An Introduction

Over the last eight or nine years, as I have begun to develop a career as a writer, editor, and teacher whose work has focused on Southern studies and tolerance/equality issues, I had the need to develop a term that described my work in total, even those aspects that did not involve writing, editing, or teaching. The term I came up with was “cultural worker” to describe that sometimes I also do work in event organizing and as a field representative for national organizations.

My early work experiences centered on almost three years at a publishing house called NewSouth Books that specializes in Southern culture, mainly Civil Rights. During that time, I had the privilege of experiences, while working as an employee under editor-in-chief Randall Williams, that put me on this path: working on the development for the Lowndes Interpretive Center on the Selma-to-Montgomery National Historic Trail, helping to edit a book of Alabama slave narratives called Weren’t No Good Times, and to acquire the first-ever poetry book, The World According to Whiskey, by poet-singer-songwriter Tom House.

When I became a teacher after leaving NewSouth Books, I carried the mantle of this mission with me. In 2005, during the 50th anniversary of the Montgomery Bus Boycott and the 40thanniversary of the Selma-to-Montgomery March, I was on the organizing committee of the Montgomery Children’s Walk, an event held on December 1 to march thousands of schoolchildren to the state capitol to commemorate Rosa Parks’ arrest; I also procured a Teaching Tolerance grant from the Southern Poverty Law Center to conduct a book project, Taking the Time: Young Writers and Old Stories, whereby my students could interview movement participants and write about the experiences. Also in 2005, my interview with post-Beat, Kentucky poet Ron Whitehead was published in the online Evergreen Review. In subsequent years, I have helped to organize more projects and events, both for the public and for students, and to list them ad nauseum seems a little pointless. If you want to read about all of them, go to www.fosterdickson.com.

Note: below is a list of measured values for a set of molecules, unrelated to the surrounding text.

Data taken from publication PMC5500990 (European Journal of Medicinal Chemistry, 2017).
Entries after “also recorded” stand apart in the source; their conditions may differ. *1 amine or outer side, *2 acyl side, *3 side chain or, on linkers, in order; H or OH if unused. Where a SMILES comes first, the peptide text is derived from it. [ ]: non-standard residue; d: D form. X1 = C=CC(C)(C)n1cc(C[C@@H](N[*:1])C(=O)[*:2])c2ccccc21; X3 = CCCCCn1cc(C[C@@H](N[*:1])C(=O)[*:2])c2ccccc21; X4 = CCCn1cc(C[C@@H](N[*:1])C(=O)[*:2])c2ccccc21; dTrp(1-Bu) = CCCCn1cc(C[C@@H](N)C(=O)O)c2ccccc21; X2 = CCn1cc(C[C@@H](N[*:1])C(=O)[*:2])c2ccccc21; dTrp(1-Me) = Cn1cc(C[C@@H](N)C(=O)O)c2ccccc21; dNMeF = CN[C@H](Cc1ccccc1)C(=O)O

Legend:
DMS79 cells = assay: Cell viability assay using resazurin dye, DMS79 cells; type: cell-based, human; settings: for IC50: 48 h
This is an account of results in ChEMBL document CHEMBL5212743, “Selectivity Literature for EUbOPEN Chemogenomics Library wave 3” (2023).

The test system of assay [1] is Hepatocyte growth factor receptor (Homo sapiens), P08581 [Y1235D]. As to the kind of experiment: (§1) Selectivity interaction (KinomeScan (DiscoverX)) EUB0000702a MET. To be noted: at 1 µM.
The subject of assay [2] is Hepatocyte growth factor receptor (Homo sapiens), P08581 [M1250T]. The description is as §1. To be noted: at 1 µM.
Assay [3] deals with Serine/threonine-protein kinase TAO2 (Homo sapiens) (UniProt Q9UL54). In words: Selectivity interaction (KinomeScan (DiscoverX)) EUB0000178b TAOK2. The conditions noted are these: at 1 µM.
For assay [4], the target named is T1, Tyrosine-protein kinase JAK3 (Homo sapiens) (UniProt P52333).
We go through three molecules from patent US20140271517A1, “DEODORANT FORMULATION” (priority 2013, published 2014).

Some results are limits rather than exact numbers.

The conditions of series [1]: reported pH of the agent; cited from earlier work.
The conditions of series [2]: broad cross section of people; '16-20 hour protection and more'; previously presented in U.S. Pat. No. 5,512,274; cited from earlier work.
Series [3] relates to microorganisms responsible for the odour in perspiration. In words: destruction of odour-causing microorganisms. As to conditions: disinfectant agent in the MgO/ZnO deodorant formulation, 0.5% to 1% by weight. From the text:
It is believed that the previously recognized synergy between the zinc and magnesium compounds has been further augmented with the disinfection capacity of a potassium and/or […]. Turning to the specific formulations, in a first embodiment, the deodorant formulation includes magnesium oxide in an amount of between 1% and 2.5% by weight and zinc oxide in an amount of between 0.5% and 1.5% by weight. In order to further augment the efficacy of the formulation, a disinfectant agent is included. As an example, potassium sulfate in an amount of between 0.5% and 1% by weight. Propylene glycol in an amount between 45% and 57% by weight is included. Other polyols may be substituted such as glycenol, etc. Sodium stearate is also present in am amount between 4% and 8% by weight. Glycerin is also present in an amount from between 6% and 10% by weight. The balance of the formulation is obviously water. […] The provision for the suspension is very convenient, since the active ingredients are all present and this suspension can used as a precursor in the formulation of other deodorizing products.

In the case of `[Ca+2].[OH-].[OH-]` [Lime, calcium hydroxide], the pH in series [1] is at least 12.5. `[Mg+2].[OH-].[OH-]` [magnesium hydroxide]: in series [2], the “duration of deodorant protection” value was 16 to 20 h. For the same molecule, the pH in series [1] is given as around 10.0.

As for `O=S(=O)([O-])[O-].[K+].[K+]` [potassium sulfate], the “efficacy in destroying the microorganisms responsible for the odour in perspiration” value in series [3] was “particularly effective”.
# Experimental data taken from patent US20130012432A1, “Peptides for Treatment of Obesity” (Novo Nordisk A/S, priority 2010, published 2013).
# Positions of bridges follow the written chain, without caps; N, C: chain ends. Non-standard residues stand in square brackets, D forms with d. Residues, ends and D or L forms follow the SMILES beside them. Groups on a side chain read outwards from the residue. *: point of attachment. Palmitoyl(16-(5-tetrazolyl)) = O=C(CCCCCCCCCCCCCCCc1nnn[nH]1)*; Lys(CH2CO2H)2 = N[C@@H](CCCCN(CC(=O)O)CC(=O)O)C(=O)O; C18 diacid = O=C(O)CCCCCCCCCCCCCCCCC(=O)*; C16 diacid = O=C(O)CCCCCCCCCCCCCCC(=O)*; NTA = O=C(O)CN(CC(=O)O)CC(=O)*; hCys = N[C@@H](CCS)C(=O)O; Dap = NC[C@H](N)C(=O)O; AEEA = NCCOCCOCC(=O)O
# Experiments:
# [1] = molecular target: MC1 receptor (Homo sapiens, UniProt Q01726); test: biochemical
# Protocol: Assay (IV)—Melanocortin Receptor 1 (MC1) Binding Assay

Most recently, I have devoted my writing and editing work to projects that are meaningful to me in the way those early projects were: seeking out neglected, untold, and misunderstood stories in the American South. In 2009, three books of mine were published, two that I wrote and one I helped to edit: a biography and retrospective of artist Clark Walker, whose fifty-year career had never been documented; an academic biography and critical defense of “forgotten” writer, poet, sociologist and activist John Beecher, who had largely disappeared from literary culture since his death in 1980; and a curriculum guide on the rich culture of Alabama’s Black Belt region, once one of the nation’s richest places and now one of its poorest. And in 2009 and 2010, I conducted a project called “Patchwork: A Chronicle of Alabama in the New South,” in which I explored the state of Alabama to get a better “sense of place” about life in the state in the 21st century, to see how it contrasts with the stereotypes.

So, this is my cultural work. While I do write and edit books and articles in traditional ways, and while I do teach at a high school, I also do work that I intend to have an effect on our culture, both in the South and in the nation. For instance, I volunteer every year to be on the planning committee of the Alabama Book Festival, because I believe in the way that it brings the state’s culture to its people. And I focus my attention on projects that bring more than just enjoyment to those who encounter them.

This new blog will include more about my past, present and future projects. My current editorial project, Children of the Changing South: Memoirs of Integration and After, is a full-length edited collection that is forthcoming from McFarland & Co., Publisher. More on that as we go along.

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